How an Overweight Gamer Quit Eating Junk Food and Lost 100 Pounds
When he was in high school, Alexander Graf’s doctors used to tell him that he would eventually grow into his size. Even as a teen, though, Graf could sense they weren’t exactly being truthful. At his heaviest, in the summer of 2016, Graf tipped the scale at nearly 285 pounds, owing to a combination of inactivity from playing video games all day and eating, well, like your average 16-year-old. “My diet consisted mostly of processed foods and soda,” he says.
Graf, who is now 19 and attending college full-time in Phoenix, Arizona, eventually had a wakeup call courtesy of some tough love from his dad. “My father is a heavier guy who has Type 2 diabetes,” Graf says. “He told me all the things that have changed his life since he started gaining weight. I was also having a lot of back and leg pain. The future did not look good if I was going to stay where I was.”
Graf decided it was time to take action. Changing his diet, he knew, was the most important thing. He started by cutting out unhealthy food in stages—the first week, it was soda. Then the sweets. The third week, he cut down on fast food. Those small dietary changes added up quickly: After just two months of dieting alone, he lost 25 pounds. Then he took things to the next level and started hitting the gym with a buddy. For the first few weeks, they went together, with Graf shadowing his friend’s moves. But as his confidence grew, Graf eventually started going on his own. Soon he’d become one of the regulars, and began to seek the advice of his fellow gym-goers.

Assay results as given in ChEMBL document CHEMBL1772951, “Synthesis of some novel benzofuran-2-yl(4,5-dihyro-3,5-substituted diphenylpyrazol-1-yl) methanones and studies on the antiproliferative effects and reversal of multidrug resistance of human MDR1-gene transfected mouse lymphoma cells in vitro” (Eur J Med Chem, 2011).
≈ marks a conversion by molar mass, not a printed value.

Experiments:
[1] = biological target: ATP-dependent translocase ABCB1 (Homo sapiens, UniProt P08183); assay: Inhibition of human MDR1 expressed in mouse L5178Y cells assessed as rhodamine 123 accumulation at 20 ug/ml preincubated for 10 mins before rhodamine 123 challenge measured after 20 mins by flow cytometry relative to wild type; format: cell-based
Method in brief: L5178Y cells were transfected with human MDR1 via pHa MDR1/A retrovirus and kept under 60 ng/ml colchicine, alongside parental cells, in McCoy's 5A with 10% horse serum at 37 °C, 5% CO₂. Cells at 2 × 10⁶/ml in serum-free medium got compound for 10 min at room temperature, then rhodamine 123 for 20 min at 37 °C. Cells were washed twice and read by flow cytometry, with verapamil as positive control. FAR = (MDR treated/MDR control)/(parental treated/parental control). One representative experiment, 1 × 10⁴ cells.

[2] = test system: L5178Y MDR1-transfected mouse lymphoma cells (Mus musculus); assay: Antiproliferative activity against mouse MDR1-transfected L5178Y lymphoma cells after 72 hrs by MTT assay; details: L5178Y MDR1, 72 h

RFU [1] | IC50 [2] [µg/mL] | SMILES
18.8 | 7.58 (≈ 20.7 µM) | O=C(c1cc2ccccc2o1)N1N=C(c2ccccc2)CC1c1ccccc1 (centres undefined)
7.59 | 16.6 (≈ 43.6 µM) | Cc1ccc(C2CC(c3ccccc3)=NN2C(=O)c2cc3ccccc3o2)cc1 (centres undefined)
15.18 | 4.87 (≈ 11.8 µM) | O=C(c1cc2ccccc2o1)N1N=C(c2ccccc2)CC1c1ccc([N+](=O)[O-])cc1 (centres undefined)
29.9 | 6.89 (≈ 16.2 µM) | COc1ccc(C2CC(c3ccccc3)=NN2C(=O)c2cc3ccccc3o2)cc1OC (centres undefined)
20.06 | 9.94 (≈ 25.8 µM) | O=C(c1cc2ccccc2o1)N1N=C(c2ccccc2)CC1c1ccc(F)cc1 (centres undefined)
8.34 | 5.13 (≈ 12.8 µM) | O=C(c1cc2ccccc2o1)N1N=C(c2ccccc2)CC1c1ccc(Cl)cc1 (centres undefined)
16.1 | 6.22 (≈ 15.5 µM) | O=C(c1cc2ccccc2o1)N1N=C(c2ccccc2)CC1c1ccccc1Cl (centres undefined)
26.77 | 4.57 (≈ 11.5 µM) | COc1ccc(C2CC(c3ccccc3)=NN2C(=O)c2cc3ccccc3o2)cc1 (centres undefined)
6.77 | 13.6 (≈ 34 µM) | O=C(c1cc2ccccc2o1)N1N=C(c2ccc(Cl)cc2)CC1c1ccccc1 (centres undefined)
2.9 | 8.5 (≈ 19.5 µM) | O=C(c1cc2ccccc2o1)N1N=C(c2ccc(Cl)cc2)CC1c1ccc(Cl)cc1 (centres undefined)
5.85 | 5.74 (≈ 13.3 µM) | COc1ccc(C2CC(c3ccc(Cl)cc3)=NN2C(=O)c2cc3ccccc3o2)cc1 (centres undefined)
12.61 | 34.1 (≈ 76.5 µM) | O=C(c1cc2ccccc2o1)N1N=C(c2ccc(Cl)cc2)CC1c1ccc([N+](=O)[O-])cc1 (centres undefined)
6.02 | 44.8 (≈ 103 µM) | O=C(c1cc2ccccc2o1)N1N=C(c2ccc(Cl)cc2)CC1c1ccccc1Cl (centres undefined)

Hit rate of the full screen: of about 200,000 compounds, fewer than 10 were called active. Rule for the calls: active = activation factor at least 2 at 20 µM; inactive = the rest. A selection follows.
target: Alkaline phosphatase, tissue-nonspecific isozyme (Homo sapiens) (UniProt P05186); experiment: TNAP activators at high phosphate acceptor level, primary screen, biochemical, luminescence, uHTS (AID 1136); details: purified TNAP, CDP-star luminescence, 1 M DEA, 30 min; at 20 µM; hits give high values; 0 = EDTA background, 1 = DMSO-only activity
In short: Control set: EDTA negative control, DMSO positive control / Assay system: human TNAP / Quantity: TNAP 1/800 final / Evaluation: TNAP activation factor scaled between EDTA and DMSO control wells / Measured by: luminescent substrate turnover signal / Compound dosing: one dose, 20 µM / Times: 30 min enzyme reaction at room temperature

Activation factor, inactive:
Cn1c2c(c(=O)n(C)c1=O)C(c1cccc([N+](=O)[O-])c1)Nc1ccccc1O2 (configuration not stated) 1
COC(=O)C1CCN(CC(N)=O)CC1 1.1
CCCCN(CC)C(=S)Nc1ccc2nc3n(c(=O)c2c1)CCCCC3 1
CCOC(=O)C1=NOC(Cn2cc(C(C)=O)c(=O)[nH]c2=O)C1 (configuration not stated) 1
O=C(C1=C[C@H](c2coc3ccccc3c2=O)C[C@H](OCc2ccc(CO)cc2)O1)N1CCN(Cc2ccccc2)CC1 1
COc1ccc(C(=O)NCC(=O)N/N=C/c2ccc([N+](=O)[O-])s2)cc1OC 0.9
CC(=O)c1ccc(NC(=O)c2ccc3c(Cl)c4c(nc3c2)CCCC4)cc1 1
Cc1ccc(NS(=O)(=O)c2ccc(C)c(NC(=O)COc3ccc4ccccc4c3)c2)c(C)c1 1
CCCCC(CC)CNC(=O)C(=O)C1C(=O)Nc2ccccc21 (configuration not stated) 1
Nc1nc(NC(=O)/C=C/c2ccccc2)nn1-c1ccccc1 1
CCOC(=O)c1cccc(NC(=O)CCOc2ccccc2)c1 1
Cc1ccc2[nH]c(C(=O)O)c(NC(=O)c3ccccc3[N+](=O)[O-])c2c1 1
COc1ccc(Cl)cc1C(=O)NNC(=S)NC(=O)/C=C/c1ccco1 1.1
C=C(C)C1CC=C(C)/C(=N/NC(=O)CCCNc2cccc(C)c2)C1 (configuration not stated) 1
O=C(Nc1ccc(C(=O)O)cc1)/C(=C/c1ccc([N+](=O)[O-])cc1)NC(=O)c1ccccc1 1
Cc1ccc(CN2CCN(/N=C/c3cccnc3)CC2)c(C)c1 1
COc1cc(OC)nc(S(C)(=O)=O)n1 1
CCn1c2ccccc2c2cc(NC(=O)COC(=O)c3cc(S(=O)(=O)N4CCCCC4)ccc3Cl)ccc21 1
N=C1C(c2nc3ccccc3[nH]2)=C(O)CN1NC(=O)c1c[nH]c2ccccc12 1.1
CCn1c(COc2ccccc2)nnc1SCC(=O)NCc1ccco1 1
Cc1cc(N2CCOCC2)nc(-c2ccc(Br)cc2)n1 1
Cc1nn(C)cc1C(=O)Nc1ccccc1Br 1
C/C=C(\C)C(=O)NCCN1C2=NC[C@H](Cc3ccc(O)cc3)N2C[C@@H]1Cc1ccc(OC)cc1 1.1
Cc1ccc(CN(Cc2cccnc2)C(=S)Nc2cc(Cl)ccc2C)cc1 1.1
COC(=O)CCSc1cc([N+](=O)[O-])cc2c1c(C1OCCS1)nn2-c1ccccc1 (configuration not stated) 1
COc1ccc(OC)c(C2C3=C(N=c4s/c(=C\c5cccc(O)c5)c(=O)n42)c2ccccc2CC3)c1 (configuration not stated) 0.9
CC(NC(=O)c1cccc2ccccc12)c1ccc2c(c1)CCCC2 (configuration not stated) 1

“They would notice the progress I was making and congratulate me,” he says. “The gym is one of the friendliest places if you talk to people.” While he did lose weight quickly at the beginning, it was Graf’s consistency that made his dramatic transformation possible. After more than two years of regularly working out and being mindful of what he ate, his hard work paid off in the form of a nearly 110-pound weight loss.
The true benefits, however, extended well beyond what Graf noticed in the mirror. “I feel completely different now, and my body feels like it has so much energy,” he says. “I gained a lot more confidence, too—I was always shy when I was bigger because I was scared that people wouldn’t like me because of my size. As I started to slim down and people noticed, it gave me a lot more confidence and I slowly became more social.”
As for what’s next, Graf says he’s now focusing on getting cut for summer. He’s working on his beach body—words he’s wanted to say for a long time.
“This year might finally be the year,” he says. “I still work out daily, and now I always try to help people who are in the same shoes I used to be in.”
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